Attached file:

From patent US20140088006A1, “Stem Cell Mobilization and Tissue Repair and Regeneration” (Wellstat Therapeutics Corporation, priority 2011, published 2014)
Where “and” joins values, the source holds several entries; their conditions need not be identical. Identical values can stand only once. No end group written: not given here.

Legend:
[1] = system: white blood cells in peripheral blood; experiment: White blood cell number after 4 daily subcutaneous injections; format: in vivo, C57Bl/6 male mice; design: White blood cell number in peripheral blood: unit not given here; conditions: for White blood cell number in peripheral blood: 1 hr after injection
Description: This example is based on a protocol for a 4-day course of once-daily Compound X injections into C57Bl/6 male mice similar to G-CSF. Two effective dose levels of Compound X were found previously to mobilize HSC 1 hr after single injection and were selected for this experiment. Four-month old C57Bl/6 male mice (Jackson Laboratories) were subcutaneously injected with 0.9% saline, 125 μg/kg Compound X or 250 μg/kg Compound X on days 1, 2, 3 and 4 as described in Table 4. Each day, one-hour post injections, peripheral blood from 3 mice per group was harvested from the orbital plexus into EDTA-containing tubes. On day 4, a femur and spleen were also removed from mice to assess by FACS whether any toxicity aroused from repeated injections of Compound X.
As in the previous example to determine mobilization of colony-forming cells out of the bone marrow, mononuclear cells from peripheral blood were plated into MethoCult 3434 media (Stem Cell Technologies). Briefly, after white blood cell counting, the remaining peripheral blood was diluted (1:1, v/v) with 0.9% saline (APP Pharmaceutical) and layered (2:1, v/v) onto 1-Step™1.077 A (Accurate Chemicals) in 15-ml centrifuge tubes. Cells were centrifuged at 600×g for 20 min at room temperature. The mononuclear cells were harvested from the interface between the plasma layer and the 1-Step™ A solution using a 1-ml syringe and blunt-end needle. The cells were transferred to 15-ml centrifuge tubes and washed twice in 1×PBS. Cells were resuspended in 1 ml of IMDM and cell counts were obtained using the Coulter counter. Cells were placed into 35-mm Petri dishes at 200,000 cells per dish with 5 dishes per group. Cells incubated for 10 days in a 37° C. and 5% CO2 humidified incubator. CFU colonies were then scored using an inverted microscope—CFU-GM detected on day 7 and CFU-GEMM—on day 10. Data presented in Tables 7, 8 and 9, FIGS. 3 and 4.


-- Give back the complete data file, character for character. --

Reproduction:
From patent US20140088006A1, “Stem Cell Mobilization and Tissue Repair and Regeneration” (Wellstat Therapeutics Corporation, priority 2011, published 2014)
Where “and” joins values, the source holds several entries; their conditions need not be identical. Identical values can stand only once. No end group written: not given here.

Legend:
[1] = system: white blood cells in peripheral blood; experiment: White blood cell number after 4 daily subcutaneous injections; format: in vivo, C57Bl/6 male mice; design: White blood cell number in peripheral blood: unit not given here; conditions: for White blood cell number in peripheral blood: 1 hr after injection
Description: This example is based on a protocol for a 4-day course of once-daily Compound X injections into C57Bl/6 male mice similar to G-CSF. Two effective dose levels of Compound X were found previously to mobilize HSC 1 hr after single injection and were selected for this experiment. Four-month old C57Bl/6 male mice (Jackson Laboratories) were subcutaneously injected with 0.9% saline, 125 μg/kg Compound X or 250 μg/kg Compound X on days 1, 2, 3 and 4 as described in Table 4. Each day, one-hour post injections, peripheral blood from 3 mice per group was harvested from the orbital plexus into EDTA-containing tubes. On day 4, a femur and spleen were also removed from mice to assess by FACS whether any toxicity aroused from repeated injections of Compound X.
As in the previous example to determine mobilization of colony-forming cells out of the bone marrow, mononuclear cells from peripheral blood were plated into MethoCult 3434 media (Stem Cell Technologies). Briefly, after white blood cell counting, the remaining peripheral blood was diluted (1:1, v/v) with 0.9% saline (APP Pharmaceutical) and layered (2:1, v/v) onto 1-Step™1.077 A (Accurate Chemicals) in 15-ml centrifuge tubes. Cells were centrifuged at 600×g for 20 min at room temperature. The mononuclear cells were harvested from the interface between the plasma layer and the 1-Step™ A solution using a 1-ml syringe and blunt-end needle. The cells were transferred to 15-ml centrifuge tubes and washed twice in 1×PBS. Cells were resuspended in 1 ml of IMDM and cell counts were obtained using the Coulter counter. Cells were placed into 35-mm Petri dishes at 200,000 cells per dish with 5 dishes per group. Cells incubated for 10 days in a 37° C. and 5% CO2 humidified incubator. CFU colonies were then scored using an inverted microscope—CFU-GM detected on day 7 and CFU-GEMM—on day 10. Data presented in Tables 7, 8 and 9, FIGS. 3 and 4.